Tumour-associated autoantibodies may diagnose lung cancer
Tumour-associated autoantibodies (TAAbs), whether alone or in combination, may detect lung cancer at any stage, according to a new meta-analysis.
The meta-analysis involved 65 eligible articles, of which 31 focused on single autoantibodies while 39 examined multiplex autoantibodies. Five studies involved both single and multiplex autoantibodies. Enzyme-linked immunosoassay (ELISA) was the most common technique for detecting autoantibodies.
Pooled analysis of 38 tests showed that the sensitivities of 34 specific single TAAbs for diagnosing lung cancer ranged from 13.8 to 99 percent, with a mean sensitivity of 55.2 percent. The mean specificity was 84.4 percent and values ranged from 19.7 to 100 percent.
Results from 33 tests showed that the mean sensitivity of mixed TAAbs for detecting lung cancer was 70.3 percent with values ranging from 30 to 100 percent. Mean specificity was 86.3 percent and values ranged from 43 to 97.3 percent.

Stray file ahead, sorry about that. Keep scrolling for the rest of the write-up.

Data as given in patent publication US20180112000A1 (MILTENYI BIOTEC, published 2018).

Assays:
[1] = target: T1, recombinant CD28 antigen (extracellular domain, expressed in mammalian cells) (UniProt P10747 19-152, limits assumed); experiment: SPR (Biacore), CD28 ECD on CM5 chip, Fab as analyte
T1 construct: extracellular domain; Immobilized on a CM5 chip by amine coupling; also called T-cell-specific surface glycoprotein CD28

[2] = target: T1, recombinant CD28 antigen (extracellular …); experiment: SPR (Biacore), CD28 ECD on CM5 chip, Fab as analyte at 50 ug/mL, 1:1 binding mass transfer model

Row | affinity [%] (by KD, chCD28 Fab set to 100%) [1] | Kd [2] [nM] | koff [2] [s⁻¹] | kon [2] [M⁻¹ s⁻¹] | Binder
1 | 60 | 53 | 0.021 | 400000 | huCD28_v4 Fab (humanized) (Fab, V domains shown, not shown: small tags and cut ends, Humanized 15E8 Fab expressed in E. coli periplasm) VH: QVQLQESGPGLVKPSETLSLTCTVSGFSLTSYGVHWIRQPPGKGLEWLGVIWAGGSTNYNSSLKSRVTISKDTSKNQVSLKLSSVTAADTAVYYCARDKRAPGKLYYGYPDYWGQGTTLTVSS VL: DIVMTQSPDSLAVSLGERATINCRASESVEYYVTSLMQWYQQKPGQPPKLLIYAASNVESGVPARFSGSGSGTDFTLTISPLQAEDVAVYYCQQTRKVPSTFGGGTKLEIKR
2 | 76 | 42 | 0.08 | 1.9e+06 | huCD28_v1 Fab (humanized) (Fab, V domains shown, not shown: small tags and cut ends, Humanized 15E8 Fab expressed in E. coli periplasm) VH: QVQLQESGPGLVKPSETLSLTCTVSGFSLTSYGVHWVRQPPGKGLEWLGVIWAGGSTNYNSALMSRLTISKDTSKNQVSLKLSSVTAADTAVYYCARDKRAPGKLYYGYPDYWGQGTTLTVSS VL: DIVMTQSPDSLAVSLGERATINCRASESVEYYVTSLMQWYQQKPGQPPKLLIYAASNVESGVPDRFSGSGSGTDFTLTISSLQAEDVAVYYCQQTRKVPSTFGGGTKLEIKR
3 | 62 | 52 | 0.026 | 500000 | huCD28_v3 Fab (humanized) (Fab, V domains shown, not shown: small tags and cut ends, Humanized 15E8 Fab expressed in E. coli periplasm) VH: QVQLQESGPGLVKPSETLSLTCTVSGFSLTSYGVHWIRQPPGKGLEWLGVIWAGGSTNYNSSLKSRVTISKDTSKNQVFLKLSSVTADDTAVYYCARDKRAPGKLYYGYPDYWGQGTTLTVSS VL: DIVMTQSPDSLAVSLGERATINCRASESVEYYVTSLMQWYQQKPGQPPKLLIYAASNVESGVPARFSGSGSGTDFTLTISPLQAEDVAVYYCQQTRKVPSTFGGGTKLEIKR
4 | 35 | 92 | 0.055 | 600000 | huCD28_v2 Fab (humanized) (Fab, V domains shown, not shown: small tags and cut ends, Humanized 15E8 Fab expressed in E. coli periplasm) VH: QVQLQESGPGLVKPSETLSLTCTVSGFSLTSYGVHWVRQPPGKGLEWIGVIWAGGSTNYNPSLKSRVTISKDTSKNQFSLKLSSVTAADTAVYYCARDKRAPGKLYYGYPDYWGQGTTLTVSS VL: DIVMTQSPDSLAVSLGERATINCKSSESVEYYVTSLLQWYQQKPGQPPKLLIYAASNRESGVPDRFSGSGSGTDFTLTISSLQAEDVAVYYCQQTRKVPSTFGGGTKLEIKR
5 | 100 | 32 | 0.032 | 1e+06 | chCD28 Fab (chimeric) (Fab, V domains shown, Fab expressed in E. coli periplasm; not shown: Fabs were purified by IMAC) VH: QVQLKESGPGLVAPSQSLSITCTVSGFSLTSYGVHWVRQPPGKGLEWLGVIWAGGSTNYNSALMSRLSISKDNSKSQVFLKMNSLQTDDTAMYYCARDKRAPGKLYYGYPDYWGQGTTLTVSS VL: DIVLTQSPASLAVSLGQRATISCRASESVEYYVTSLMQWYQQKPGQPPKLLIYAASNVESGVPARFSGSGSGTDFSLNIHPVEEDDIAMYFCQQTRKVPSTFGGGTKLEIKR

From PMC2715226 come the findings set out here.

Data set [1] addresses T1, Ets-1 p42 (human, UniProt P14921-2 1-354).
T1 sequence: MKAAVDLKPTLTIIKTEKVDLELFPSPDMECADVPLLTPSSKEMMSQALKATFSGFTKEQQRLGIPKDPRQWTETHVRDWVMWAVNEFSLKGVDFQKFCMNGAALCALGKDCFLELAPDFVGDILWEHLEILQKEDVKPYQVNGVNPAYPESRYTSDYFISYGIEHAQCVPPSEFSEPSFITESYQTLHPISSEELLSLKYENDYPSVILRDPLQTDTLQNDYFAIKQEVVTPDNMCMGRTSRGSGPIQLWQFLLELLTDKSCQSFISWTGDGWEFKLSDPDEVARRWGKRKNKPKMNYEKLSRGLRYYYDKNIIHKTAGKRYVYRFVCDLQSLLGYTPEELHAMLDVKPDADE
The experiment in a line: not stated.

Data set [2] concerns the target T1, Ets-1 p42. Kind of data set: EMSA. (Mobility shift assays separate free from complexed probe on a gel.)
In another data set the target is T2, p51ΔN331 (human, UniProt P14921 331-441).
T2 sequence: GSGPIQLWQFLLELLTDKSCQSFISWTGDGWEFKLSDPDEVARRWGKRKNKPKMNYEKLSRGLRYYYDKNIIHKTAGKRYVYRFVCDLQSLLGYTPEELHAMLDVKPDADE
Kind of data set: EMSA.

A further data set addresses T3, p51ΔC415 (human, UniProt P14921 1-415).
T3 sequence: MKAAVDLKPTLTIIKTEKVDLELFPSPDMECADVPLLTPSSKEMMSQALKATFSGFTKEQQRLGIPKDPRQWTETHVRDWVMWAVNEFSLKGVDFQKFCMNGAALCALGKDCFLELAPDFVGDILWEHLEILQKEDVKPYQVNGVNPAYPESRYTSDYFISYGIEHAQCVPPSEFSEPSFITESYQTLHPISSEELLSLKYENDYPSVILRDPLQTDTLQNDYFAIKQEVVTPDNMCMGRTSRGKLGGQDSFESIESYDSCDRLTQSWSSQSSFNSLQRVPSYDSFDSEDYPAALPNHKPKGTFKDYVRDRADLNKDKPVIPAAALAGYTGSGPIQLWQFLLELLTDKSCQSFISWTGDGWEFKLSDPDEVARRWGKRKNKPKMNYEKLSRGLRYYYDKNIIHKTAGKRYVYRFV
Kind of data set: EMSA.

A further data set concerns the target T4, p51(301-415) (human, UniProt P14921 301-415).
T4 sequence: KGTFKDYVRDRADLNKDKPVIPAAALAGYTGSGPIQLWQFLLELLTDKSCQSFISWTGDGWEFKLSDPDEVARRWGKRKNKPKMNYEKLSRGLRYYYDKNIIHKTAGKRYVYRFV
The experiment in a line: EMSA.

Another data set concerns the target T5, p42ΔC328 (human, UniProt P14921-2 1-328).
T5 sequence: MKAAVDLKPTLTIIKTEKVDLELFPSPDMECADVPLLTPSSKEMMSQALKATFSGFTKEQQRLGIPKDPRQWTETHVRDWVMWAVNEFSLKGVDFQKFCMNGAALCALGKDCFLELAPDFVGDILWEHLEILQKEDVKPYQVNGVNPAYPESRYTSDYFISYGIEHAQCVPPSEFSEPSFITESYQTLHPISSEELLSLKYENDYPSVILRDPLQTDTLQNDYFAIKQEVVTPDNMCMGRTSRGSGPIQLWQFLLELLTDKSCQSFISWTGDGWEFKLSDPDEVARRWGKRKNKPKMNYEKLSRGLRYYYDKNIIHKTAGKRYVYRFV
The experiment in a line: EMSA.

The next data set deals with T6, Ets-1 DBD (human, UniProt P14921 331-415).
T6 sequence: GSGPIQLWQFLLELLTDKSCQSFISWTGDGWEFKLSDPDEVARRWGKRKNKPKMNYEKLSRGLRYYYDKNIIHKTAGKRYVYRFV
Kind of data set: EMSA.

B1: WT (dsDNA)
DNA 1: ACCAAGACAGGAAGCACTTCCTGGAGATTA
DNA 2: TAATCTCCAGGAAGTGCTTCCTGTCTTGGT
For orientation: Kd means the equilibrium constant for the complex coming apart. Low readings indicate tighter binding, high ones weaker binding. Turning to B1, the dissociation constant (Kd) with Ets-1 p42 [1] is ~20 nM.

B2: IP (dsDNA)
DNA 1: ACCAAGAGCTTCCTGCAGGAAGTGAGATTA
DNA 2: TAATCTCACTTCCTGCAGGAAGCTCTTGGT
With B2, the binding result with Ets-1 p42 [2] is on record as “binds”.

The diagnostic value of a panel of six TAAbs (p53, SOX2, Annexin-1, GBU4-5, CAGE and NY-ESO-1) was assessed in eight studies. A meta-analysis showed that the pooled sensitivity estimate was 38 (34 to 46) percent while the specificity estimate was 89 (83 to 91) percent. Mean diagnostic accuracy was 65.9 (62.5 to 81.8) percent.
Overall, the six-TAAb panel had a relatively low diagnostic accuracy (area under the curve [AUC], 0.52; 95 percent CI, 0.48 to 0.57). On the other hand, a panel of seven TAAbs (Hu-D, A4, MAGE, SOX2, GBU4-5, NY-ESO-1, CAGE, p5) yielded pooled sensitivity and specificity estimates of 47 (37 to 66) and 90 (84 to 91) percent, respectively. Mean diagnostic accuracy was 78.4 (67.5 to 88.8) percent.
The seven-TAAb panel had moderate diagnostic accuracy (AUC, 0.90; 0.87 to 0.93).